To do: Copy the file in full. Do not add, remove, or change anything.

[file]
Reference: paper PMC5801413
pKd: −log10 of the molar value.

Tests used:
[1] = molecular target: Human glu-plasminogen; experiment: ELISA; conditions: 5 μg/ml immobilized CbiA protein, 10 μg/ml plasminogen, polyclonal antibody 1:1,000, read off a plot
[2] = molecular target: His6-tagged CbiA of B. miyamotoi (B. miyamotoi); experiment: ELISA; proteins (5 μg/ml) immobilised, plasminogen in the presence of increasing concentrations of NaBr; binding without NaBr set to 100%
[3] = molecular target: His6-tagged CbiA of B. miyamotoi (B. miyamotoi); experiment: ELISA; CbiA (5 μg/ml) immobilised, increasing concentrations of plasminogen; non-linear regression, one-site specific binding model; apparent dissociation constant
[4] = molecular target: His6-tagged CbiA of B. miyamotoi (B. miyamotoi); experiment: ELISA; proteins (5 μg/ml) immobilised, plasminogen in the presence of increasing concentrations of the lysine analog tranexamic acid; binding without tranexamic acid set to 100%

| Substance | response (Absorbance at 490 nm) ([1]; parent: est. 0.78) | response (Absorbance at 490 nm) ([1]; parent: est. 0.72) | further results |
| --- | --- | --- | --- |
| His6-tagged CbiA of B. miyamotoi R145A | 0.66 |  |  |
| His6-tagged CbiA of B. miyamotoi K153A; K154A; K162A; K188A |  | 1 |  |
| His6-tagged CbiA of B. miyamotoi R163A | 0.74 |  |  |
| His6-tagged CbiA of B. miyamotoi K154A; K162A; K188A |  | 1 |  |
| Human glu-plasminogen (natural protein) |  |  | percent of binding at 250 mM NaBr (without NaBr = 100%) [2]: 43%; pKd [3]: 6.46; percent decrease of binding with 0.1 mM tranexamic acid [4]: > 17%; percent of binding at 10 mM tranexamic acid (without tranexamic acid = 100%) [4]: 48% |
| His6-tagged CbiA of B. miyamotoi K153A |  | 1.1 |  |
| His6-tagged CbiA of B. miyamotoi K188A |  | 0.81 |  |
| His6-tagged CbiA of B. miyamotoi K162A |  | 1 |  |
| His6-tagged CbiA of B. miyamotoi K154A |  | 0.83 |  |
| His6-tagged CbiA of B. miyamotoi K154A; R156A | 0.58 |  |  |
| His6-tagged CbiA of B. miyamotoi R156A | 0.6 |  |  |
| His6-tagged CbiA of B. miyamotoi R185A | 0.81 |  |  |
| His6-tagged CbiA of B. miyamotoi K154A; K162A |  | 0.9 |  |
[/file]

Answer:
Reference: paper PMC5801413
pKd: −log10 of the molar value.

Tests used:
[1] = molecular target: Human glu-plasminogen; experiment: ELISA; conditions: 5 μg/ml immobilized CbiA protein, 10 μg/ml plasminogen, polyclonal antibody 1:1,000, read off a plot
[2] = molecular target: His6-tagged CbiA of B. miyamotoi (B. miyamotoi); experiment: ELISA; proteins (5 μg/ml) immobilised, plasminogen in the presence of increasing concentrations of NaBr; binding without NaBr set to 100%
[3] = molecular target: His6-tagged CbiA of B. miyamotoi (B. miyamotoi); experiment: ELISA; CbiA (5 μg/ml) immobilised, increasing concentrations of plasminogen; non-linear regression, one-site specific binding model; apparent dissociation constant
[4] = molecular target: His6-tagged CbiA of B. miyamotoi (B. miyamotoi); experiment: ELISA; proteins (5 μg/ml) immobilised, plasminogen in the presence of increasing concentrations of the lysine analog tranexamic acid; binding without tranexamic acid set to 100%

| Substance | response (Absorbance at 490 nm) ([1]; parent: est. 0.78) | response (Absorbance at 490 nm) ([1]; parent: est. 0.72) | further results |
| --- | --- | --- | --- |
| His6-tagged CbiA of B. miyamotoi R145A | 0.66 |  |  |
| His6-tagged CbiA of B. miyamotoi K153A; K154A; K162A; K188A |  | 1 |  |
| His6-tagged CbiA of B. miyamotoi R163A | 0.74 |  |  |
| His6-tagged CbiA of B. miyamotoi K154A; K162A; K188A |  | 1 |  |
| Human glu-plasminogen (natural protein) |  |  | percent of binding at 250 mM NaBr (without NaBr = 100%) [2]: 43%; pKd [3]: 6.46; percent decrease of binding with 0.1 mM tranexamic acid [4]: > 17%; percent of binding at 10 mM tranexamic acid (without tranexamic acid = 100%) [4]: 48% |
| His6-tagged CbiA of B. miyamotoi K153A |  | 1.1 |  |
| His6-tagged CbiA of B. miyamotoi K188A |  | 0.81 |  |
| His6-tagged CbiA of B. miyamotoi K162A |  | 1 |  |
| His6-tagged CbiA of B. miyamotoi K154A |  | 0.83 |  |
| His6-tagged CbiA of B. miyamotoi K154A; R156A | 0.58 |  |  |
| His6-tagged CbiA of B. miyamotoi R156A | 0.6 |  |  |
| His6-tagged CbiA of B. miyamotoi R185A | 0.81 |  |  |
| His6-tagged CbiA of B. miyamotoi K154A; K162A |  | 0.9 |  |